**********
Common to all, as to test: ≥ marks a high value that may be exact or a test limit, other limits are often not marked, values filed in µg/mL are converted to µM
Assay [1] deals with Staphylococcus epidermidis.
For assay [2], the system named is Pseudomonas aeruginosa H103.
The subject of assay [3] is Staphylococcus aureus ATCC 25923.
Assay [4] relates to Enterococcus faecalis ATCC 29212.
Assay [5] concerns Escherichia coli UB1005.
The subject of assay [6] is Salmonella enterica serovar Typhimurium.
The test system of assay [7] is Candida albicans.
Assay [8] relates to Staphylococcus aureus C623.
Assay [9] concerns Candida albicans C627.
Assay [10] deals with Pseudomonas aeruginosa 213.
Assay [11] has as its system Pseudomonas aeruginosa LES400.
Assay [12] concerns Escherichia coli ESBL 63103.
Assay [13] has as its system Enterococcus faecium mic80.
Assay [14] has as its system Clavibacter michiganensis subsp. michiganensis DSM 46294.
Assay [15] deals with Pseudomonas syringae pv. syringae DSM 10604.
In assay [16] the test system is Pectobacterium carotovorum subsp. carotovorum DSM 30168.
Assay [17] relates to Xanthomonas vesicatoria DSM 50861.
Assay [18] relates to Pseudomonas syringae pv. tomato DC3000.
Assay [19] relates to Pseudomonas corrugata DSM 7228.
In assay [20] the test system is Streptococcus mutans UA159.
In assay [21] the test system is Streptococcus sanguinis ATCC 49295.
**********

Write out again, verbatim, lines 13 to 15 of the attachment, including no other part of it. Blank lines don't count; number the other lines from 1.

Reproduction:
Assay [12] concerns Escherichia coli ESBL 63103.
Assay [13] has as its system Enterococcus faecium mic80.
Assay [14] has as its system Clavibacter michiganensis subsp. michiganensis DSM 46294.